May 13, 2020

What does it take to be a hero? For some, it might be a cowl and a butler called Alfred, to others super-speed, or super-strength, or the ability to talk to squirrels. As we discovered during the coronavirus pandemic, not all heroes wear capes – they are, to name just a few, doctors, nurses, emergency workers and millions of employees and volunteers who kept the lights on, the food flowing and the world turning.

Unless your vocation allows it, fitting the work of a hero around a job, family, friends and life can be a challenge. Here at Humanstate, we know how all-consuming work and life can be – but the company was founded on the philosophy that “it is more blessed to give than to receive”, so we give every employee, from senior management to our interns, 12 free working days a year to become a Humanstate Hero.

What’s the catch, I hear you ask? Well, there is none.

Once a Humanstate employee has passed probation, they get 12 free working days a year to support their favourite charity. One whole day a month, without taking a holiday!

Meet our Humanstate Heroes

What could you do with one day a month? Here is what some of our Humanstate Heroes get up to.

Robyn Andrews volunteers for West Kent Mind. One day a month she helps their Living Well group by teaching basic life skills to those who are struggling with mental health issues.

Michael Wilkins helps Hospice in the Weald by working as a photographer, capturing the shots the hospice needs for their marketing material.

Marc Freudweiler volunteers with the Special Olympics Switzerland and helped provide running commentary during the alpine skiing races at the National Winter Games 2020.

Sam Ferreira worked with her colleagues to collect unwanted handbags and everyday necessities to donate to Safe House Stellenbosch, a local women’s shelter.

Jacqueline Holtshausen helped SEED with their database management and beneficiary resource management strategy.

André Holtshausen volunteers his financial skills as a trustee for Growing Nations and assists them with fundraising.

Marius Maré helped LIV Village in KwaZulu-Natal by developing their GivenGain profile and mobilising fundraisers.

Luke Menzel took photos for FoodForward SA and other charities to use in their marketing.

But wait, there’s more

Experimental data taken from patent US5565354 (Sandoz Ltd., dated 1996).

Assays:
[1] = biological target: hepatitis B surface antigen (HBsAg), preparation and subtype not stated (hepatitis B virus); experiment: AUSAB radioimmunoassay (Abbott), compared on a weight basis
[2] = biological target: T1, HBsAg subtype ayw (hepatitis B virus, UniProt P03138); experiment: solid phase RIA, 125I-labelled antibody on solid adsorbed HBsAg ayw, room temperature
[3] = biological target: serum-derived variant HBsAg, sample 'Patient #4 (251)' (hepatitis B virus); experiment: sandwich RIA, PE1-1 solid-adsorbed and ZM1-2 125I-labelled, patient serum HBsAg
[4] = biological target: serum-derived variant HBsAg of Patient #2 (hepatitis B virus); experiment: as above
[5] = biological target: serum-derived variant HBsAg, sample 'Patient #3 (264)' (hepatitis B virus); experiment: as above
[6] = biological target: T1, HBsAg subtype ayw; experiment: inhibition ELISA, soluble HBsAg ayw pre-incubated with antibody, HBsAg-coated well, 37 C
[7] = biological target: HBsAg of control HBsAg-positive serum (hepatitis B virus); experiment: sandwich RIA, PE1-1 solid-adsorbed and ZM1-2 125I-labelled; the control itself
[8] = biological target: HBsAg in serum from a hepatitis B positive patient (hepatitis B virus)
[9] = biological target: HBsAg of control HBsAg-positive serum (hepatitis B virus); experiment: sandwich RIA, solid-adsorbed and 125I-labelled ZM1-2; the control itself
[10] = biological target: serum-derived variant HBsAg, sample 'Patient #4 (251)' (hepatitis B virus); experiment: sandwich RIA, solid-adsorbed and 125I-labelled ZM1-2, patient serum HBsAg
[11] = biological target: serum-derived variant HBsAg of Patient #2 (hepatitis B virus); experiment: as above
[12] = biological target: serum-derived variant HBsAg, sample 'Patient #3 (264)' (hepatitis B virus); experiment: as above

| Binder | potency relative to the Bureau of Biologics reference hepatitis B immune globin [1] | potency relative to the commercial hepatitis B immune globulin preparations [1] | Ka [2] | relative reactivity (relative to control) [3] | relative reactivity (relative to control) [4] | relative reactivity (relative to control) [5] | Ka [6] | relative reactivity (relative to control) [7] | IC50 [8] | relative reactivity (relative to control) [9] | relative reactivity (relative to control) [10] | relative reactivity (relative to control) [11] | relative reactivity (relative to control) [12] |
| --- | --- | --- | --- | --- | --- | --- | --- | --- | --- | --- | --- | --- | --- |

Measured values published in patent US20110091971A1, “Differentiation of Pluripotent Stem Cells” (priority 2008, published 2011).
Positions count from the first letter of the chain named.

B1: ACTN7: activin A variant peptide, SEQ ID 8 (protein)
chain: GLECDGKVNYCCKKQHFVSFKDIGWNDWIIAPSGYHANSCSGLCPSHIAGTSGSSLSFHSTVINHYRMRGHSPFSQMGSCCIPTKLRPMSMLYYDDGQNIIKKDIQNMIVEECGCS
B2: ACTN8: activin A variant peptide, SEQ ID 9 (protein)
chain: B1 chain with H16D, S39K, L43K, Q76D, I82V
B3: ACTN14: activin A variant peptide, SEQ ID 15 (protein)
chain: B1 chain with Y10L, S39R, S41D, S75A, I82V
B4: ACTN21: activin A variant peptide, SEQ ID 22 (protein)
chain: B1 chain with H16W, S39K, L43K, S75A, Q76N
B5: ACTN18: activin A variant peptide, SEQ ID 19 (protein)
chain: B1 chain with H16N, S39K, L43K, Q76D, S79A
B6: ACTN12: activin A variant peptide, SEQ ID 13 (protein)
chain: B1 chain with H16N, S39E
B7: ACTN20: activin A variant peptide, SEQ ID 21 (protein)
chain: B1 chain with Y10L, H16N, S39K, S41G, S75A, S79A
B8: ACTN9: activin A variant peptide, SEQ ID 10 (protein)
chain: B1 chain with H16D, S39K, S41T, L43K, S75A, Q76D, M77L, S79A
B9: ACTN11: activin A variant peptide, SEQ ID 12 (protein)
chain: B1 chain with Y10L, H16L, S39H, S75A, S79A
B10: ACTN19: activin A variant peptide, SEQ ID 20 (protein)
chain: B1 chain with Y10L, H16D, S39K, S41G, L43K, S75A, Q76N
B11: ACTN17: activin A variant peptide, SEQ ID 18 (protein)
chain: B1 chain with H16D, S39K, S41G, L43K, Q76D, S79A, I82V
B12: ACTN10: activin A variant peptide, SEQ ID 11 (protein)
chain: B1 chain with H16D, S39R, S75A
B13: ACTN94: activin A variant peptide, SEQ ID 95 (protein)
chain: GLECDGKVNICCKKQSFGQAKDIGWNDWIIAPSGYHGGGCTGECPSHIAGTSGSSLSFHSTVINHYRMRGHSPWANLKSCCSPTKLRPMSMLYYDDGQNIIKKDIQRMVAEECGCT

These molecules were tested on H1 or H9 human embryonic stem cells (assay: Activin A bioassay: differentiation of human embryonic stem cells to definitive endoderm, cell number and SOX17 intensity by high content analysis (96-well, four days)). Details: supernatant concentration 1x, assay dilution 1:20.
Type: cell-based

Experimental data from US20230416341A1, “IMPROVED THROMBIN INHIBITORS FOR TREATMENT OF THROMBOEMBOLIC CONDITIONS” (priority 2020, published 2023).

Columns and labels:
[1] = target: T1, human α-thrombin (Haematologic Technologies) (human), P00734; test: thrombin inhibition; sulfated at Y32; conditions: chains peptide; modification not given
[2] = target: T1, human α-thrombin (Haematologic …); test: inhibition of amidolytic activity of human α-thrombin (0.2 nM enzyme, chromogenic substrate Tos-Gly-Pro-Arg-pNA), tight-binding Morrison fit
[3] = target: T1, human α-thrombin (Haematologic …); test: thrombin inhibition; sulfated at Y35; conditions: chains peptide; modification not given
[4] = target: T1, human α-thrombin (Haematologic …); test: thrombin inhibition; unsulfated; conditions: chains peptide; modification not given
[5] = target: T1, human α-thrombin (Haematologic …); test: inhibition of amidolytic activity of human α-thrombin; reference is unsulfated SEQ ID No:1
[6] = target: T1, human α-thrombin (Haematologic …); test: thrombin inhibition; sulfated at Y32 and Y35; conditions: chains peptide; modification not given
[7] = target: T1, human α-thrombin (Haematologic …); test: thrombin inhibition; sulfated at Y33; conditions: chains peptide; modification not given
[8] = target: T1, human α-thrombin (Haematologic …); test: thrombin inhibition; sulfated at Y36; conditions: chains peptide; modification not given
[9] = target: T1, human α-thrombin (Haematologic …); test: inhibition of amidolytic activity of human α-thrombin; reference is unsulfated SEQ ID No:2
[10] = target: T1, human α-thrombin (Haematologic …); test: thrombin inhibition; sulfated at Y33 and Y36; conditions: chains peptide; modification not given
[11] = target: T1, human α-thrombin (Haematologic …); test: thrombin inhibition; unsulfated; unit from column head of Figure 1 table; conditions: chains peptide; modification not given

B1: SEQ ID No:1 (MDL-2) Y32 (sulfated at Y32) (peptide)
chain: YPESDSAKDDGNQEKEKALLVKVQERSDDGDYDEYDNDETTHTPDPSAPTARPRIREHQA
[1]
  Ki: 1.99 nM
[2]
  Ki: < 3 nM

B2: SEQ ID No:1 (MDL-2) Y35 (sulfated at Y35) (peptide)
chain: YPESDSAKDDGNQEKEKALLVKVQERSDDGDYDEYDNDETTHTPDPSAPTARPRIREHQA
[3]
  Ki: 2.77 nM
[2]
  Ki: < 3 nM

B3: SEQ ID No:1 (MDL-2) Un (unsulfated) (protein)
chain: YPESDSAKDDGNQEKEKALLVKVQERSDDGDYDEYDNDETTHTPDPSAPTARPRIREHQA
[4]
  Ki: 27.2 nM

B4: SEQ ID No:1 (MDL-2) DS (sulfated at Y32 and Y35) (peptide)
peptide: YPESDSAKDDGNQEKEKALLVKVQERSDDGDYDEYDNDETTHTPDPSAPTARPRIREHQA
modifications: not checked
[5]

When you give, whether it’s your time, your experience or your money – you gain. Volunteering as a Humanstate Hero is no different. Maybe someone in sales has always had a secret passion for videography and wants to build a portfolio? By volunteering to shoot a charity’s video, they can gain experience while doing good. Even by volunteering as a designer to do design work or a writer to draft copy, there are still new things to learn.

Not convinced? Here’s one of our volunteers, Robyn Andrews, on what she gains from volunteering.

“The benefits of volunteering are twofold – the charity gets the benefit of your time and skills plus you have the reward of being able to put something of value back into the community. I find it incredibly worthwhile being able to help those in need and I’ve gained invaluable skills to help within my role at GivenGain.”

Getting started is easy!

You’ve seen what our current batch of Heroes do, so how can others step up and become a Humanstate Hero?

We’ve made it as easy as possible. All they need to do is find a charity on GivenGain or get their favourite one to sign up. After that, it’s simply a matter of deciding the best way to support the charity and getting the time off approved by a manager. Next, they don the cape, get out there and become a Humanstate Hero.

When the day is done, our newly-minted Hero lets the team at GivenGain know how it went, how they helped the charity and what they got out of it. They could even be featured here as one of our Humanstate Heroes.

If you’ve been inspired to become a Humanstate Hero check out some of the jobs we have available, or if you’re already part of the Humanstate family simply speak to your manager and the team at GivenGain.